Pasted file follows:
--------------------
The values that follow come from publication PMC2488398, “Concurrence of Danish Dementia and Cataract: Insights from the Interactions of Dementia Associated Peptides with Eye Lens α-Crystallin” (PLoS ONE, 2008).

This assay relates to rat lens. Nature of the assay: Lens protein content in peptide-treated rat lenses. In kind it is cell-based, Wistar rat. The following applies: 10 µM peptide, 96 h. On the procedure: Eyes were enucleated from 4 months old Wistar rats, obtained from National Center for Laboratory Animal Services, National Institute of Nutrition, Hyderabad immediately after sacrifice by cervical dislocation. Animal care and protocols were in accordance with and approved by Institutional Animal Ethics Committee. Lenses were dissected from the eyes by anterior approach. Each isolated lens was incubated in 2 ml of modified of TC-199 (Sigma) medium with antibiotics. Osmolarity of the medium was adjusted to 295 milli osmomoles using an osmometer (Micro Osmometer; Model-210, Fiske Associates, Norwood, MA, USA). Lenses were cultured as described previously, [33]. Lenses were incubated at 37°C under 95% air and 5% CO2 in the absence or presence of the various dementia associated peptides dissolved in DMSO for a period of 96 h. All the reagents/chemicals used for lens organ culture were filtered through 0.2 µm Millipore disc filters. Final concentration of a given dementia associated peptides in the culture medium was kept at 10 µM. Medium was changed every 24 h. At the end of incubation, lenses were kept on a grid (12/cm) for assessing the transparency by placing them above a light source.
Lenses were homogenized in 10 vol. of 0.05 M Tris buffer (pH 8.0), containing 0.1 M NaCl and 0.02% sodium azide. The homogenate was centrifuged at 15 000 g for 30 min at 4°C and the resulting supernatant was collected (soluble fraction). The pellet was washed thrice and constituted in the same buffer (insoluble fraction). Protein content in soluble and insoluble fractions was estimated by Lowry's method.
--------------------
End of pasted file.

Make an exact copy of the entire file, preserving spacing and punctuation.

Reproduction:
The values that follow come from publication PMC2488398, “Concurrence of Danish Dementia and Cataract: Insights from the Interactions of Dementia Associated Peptides with Eye Lens α-Crystallin” (PLoS ONE, 2008).

This assay relates to rat lens. Nature of the assay: Lens protein content in peptide-treated rat lenses. In kind it is cell-based, Wistar rat. The following applies: 10 µM peptide, 96 h. On the procedure: Eyes were enucleated from 4 months old Wistar rats, obtained from National Center for Laboratory Animal Services, National Institute of Nutrition, Hyderabad immediately after sacrifice by cervical dislocation. Animal care and protocols were in accordance with and approved by Institutional Animal Ethics Committee. Lenses were dissected from the eyes by anterior approach. Each isolated lens was incubated in 2 ml of modified of TC-199 (Sigma) medium with antibiotics. Osmolarity of the medium was adjusted to 295 milli osmomoles using an osmometer (Micro Osmometer; Model-210, Fiske Associates, Norwood, MA, USA). Lenses were cultured as described previously, [33]. Lenses were incubated at 37°C under 95% air and 5% CO2 in the absence or presence of the various dementia associated peptides dissolved in DMSO for a period of 96 h. All the reagents/chemicals used for lens organ culture were filtered through 0.2 µm Millipore disc filters. Final concentration of a given dementia associated peptides in the culture medium was kept at 10 µM. Medium was changed every 24 h. At the end of incubation, lenses were kept on a grid (12/cm) for assessing the transparency by placing them above a light source.
Lenses were homogenized in 10 vol. of 0.05 M Tris buffer (pH 8.0), containing 0.1 M NaCl and 0.02% sodium azide. The homogenate was centrifuged at 15 000 g for 30 min at 4°C and the resulting supernatant was collected (soluble fraction). The pellet was washed thrice and constituted in the same buffer (insoluble fraction). Protein content in soluble and insoluble fractions was estimated by Lowry's method.